We repeat this experimentntimes. To describe this total experiment, we choose as sample space the space

Ω =R×R× · · · ×R,

consisting of all possible sequencesω= (ω1, ω2, . . . , ωn) where the value of eachωj

is chosen fromR. We assign a distribution function to be theproduct distribution

m(ω) =m(ω1)· . . . ·m(ωn),

withm(ωj) =pk when ωj =rk. Then we let Xj denote thejth coordinate of the

outcome (r1, r2, . . . , rn). The random variables X1, . . . , Xn form an independent

trials process. 2

Example 4.14 An experiment consists of rolling a die three times. LetXi repre-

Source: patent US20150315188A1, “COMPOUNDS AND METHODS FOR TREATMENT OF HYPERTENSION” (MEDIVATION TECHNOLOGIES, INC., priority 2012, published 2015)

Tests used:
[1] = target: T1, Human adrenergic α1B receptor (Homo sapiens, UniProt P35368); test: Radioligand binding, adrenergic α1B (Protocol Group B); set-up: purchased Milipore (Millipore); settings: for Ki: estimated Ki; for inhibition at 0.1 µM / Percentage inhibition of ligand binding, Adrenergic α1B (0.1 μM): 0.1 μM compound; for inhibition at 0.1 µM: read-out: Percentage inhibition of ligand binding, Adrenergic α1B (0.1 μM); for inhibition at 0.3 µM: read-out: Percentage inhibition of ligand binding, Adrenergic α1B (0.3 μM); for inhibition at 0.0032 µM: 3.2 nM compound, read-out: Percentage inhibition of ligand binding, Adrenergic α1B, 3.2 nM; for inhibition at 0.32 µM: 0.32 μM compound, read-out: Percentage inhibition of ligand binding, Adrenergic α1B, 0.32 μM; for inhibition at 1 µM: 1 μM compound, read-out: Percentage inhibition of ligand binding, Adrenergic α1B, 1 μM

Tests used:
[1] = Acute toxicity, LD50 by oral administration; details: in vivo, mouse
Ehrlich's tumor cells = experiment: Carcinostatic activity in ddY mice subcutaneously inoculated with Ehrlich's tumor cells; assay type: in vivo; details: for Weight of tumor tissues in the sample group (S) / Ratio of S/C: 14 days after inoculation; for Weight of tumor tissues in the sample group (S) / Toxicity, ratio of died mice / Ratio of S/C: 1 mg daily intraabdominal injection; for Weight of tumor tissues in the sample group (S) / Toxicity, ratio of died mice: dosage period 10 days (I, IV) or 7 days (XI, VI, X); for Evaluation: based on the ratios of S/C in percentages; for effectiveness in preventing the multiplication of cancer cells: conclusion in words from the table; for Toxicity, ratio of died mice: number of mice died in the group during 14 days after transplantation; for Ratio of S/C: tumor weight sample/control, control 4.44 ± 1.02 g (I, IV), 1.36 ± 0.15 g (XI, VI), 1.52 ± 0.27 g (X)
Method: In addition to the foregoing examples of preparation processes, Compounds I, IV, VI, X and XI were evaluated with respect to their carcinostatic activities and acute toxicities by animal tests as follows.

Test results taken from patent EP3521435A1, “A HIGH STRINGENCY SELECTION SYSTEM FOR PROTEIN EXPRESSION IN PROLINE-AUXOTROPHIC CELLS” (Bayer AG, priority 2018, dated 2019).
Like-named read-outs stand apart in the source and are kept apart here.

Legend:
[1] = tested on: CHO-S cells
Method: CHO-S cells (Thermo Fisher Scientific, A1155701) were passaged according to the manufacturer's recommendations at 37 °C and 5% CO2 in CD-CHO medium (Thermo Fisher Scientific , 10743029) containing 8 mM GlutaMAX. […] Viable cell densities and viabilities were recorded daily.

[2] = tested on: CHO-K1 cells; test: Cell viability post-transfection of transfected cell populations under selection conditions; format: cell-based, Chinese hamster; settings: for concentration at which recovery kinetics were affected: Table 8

sent the outcome of theith roll, for i= 1,2,3. The common distribution function is mi= 1 2 3 4 5 6 1/6 1/6 1/6 1/6 1/6 1/6 .

4.1. DISCRETE CONDITIONAL PROBABILITY 145 The sample space isR3=R×R×RwithR={1,2,3,4,5,6}. Ifω = (1,3,6), then X1(ω) = 1, X2(ω) = 3, andX3(ω) = 6 indicating that the first roll was a 1, the second was a 3, and the third was a 6. The probability assigned to any sample point is m(ω) =1 6 · 1 6 · 1 6 = 1 216 . 2

Example 4.15 Consider next a Bernoulli trials process with probabilitypfor suc- cess on each experiment. LetXj(ω) = 1 if thejth outcome is success andXj(ω) = 0

if it is a failure. Then X1,X2, . . . ,Xn is an independent trials process. EachXj

has the same distribution function

mj= 0 1 q p , whereq= 1−p. IfSn=X1+X2+· · ·+Xn, then P(Sn=j) = n j pjqn−j ,

andSn has, as distribution, the binomial distribution b(n, p, j). 2

Bayes’ Formula